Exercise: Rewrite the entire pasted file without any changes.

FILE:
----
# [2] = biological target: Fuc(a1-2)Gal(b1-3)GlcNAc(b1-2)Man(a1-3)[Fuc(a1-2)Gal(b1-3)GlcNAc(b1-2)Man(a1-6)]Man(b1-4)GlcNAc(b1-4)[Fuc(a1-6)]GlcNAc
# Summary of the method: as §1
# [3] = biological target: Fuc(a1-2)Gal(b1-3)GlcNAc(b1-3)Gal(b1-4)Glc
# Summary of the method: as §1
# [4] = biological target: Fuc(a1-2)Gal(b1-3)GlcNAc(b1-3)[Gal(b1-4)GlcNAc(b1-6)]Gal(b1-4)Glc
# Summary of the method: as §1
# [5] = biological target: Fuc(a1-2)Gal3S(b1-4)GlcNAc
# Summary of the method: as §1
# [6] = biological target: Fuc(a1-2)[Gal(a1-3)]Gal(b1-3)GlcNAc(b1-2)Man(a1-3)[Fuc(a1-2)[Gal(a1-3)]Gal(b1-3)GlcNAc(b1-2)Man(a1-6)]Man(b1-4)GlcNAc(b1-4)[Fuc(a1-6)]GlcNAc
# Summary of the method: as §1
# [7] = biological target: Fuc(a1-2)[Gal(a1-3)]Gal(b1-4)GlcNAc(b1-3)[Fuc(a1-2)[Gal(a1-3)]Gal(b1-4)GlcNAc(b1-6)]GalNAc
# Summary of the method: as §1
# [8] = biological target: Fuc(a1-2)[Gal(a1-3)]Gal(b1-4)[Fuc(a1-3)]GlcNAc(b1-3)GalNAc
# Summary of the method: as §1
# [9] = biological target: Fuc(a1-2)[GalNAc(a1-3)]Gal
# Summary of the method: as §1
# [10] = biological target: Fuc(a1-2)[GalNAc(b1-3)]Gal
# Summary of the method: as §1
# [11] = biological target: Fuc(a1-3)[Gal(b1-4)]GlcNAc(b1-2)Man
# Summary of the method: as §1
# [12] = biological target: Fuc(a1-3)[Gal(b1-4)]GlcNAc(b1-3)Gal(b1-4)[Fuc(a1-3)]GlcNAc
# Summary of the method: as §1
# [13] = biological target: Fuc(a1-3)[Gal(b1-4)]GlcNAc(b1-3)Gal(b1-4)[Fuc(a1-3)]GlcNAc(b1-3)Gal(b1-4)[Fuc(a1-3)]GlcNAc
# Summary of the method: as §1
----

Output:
# [2] = biological target: Fuc(a1-2)Gal(b1-3)GlcNAc(b1-2)Man(a1-3)[Fuc(a1-2)Gal(b1-3)GlcNAc(b1-2)Man(a1-6)]Man(b1-4)GlcNAc(b1-4)[Fuc(a1-6)]GlcNAc
# Summary of the method: as §1
# [3] = biological target: Fuc(a1-2)Gal(b1-3)GlcNAc(b1-3)Gal(b1-4)Glc
# Summary of the method: as §1
# [4] = biological target: Fuc(a1-2)Gal(b1-3)GlcNAc(b1-3)[Gal(b1-4)GlcNAc(b1-6)]Gal(b1-4)Glc
# Summary of the method: as §1
# [5] = biological target: Fuc(a1-2)Gal3S(b1-4)GlcNAc
# Summary of the method: as §1
# [6] = biological target: Fuc(a1-2)[Gal(a1-3)]Gal(b1-3)GlcNAc(b1-2)Man(a1-3)[Fuc(a1-2)[Gal(a1-3)]Gal(b1-3)GlcNAc(b1-2)Man(a1-6)]Man(b1-4)GlcNAc(b1-4)[Fuc(a1-6)]GlcNAc
# Summary of the method: as §1
# [7] = biological target: Fuc(a1-2)[Gal(a1-3)]Gal(b1-4)GlcNAc(b1-3)[Fuc(a1-2)[Gal(a1-3)]Gal(b1-4)GlcNAc(b1-6)]GalNAc
# Summary of the method: as §1
# [8] = biological target: Fuc(a1-2)[Gal(a1-3)]Gal(b1-4)[Fuc(a1-3)]GlcNAc(b1-3)GalNAc
# Summary of the method: as §1
# [9] = biological target: Fuc(a1-2)[GalNAc(a1-3)]Gal
# Summary of the method: as §1
# [10] = biological target: Fuc(a1-2)[GalNAc(b1-3)]Gal
# Summary of the method: as §1
# [11] = biological target: Fuc(a1-3)[Gal(b1-4)]GlcNAc(b1-2)Man
# Summary of the method: as §1
# [12] = biological target: Fuc(a1-3)[Gal(b1-4)]GlcNAc(b1-3)Gal(b1-4)[Fuc(a1-3)]GlcNAc
# Summary of the method: as §1
# [13] = biological target: Fuc(a1-3)[Gal(b1-4)]GlcNAc(b1-3)Gal(b1-4)[Fuc(a1-3)]GlcNAc(b1-3)Gal(b1-4)[Fuc(a1-3)]GlcNAc
# Summary of the method: as §1